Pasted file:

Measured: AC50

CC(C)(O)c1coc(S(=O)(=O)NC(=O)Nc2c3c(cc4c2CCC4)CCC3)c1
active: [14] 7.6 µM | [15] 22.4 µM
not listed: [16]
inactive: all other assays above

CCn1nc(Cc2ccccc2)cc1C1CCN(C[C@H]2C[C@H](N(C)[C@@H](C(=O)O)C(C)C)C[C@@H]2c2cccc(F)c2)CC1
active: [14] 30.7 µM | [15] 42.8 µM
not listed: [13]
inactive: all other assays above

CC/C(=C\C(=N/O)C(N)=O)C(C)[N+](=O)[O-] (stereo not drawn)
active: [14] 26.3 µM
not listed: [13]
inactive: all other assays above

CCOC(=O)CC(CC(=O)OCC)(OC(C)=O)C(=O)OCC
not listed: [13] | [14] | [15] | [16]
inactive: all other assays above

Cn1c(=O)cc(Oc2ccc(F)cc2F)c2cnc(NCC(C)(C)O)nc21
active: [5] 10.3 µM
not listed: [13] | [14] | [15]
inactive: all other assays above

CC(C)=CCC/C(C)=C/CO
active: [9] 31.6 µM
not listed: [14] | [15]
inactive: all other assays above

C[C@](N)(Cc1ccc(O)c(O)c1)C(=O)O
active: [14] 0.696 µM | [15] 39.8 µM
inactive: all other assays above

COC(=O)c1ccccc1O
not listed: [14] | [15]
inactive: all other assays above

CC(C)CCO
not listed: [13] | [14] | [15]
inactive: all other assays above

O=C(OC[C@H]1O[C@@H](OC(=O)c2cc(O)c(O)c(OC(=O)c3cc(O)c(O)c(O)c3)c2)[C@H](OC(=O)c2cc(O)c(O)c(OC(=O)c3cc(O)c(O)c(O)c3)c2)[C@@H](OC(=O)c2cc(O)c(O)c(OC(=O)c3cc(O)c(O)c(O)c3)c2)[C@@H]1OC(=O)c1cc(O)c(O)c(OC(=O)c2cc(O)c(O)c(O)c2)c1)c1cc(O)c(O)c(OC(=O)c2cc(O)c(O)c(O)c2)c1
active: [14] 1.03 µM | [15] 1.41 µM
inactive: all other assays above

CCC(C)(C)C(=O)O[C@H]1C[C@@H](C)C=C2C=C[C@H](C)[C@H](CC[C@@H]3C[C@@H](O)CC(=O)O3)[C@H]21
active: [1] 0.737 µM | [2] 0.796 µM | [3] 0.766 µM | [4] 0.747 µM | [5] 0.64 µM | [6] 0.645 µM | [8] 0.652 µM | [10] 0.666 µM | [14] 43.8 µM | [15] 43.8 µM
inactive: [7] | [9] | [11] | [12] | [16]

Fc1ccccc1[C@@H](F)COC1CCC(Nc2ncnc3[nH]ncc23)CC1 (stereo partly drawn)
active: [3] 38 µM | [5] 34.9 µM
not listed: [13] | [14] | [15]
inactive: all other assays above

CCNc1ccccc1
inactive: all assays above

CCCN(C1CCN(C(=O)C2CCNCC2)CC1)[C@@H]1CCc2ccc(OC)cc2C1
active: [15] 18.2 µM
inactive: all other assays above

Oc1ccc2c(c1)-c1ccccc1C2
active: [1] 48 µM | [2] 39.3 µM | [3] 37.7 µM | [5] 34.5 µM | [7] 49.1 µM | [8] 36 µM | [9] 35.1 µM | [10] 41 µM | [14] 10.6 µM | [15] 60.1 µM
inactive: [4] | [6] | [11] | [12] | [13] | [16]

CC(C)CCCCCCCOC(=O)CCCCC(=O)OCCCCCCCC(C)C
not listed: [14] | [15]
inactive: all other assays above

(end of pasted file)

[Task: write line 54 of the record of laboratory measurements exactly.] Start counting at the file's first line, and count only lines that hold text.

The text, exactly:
inactive: all other assays above